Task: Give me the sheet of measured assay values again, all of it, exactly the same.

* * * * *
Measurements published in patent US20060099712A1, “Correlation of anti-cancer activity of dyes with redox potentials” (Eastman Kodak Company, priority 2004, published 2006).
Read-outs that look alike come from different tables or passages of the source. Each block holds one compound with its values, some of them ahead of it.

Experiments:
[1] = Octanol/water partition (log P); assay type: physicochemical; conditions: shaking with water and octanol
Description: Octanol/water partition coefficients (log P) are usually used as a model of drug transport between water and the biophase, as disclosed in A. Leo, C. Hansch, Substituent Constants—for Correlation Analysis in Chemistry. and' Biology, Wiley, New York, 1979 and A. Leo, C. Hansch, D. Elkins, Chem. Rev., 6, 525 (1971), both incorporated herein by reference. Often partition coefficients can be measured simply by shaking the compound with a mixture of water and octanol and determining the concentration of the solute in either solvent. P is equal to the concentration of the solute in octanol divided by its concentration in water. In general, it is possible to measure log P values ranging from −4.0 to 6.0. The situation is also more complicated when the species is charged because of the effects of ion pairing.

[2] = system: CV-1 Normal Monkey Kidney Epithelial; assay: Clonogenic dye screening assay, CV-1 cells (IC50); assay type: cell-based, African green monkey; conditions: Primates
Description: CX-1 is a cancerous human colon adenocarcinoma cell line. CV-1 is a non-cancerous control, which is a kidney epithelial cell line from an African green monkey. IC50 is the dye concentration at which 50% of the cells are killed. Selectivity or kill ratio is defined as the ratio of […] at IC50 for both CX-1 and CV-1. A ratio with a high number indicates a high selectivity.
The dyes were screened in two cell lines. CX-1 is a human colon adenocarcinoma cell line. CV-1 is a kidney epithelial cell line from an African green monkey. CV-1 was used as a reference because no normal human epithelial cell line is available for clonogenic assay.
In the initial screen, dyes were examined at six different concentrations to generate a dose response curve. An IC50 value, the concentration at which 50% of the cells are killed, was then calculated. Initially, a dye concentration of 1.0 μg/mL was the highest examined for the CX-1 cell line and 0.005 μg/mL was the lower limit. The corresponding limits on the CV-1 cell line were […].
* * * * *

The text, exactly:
Measurements published in patent US20060099712A1, “Correlation of anti-cancer activity of dyes with redox potentials” (Eastman Kodak Company, priority 2004, published 2006).
Read-outs that look alike come from different tables or passages of the source. Each block holds one compound with its values, some of them ahead of it.

Experiments:
[1] = Octanol/water partition (log P); assay type: physicochemical; conditions: shaking with water and octanol
Description: Octanol/water partition coefficients (log P) are usually used as a model of drug transport between water and the biophase, as disclosed in A. Leo, C. Hansch, Substituent Constants—for Correlation Analysis in Chemistry. and' Biology, Wiley, New York, 1979 and A. Leo, C. Hansch, D. Elkins, Chem. Rev., 6, 525 (1971), both incorporated herein by reference. Often partition coefficients can be measured simply by shaking the compound with a mixture of water and octanol and determining the concentration of the solute in either solvent. P is equal to the concentration of the solute in octanol divided by its concentration in water. In general, it is possible to measure log P values ranging from −4.0 to 6.0. The situation is also more complicated when the species is charged because of the effects of ion pairing.

[2] = system: CV-1 Normal Monkey Kidney Epithelial; assay: Clonogenic dye screening assay, CV-1 cells (IC50); assay type: cell-based, African green monkey; conditions: Primates
Description: CX-1 is a cancerous human colon adenocarcinoma cell line. CV-1 is a non-cancerous control, which is a kidney epithelial cell line from an African green monkey. IC50 is the dye concentration at which 50% of the cells are killed. Selectivity or kill ratio is defined as the ratio of […] at IC50 for both CX-1 and CV-1. A ratio with a high number indicates a high selectivity.
The dyes were screened in two cell lines. CX-1 is a human colon adenocarcinoma cell line. CV-1 is a kidney epithelial cell line from an African green monkey. CV-1 was used as a reference because no normal human epithelial cell line is available for clonogenic assay.
In the initial screen, dyes were examined at six different concentrations to generate a dose response curve. An IC50 value, the concentration at which 50% of the cells are killed, was then calculated. Initially, a dye concentration of 1.0 μg/mL was the highest examined for the CX-1 cell line and 0.005 μg/mL was the lower limit. The corresponding limits on the CV-1 cell line were […].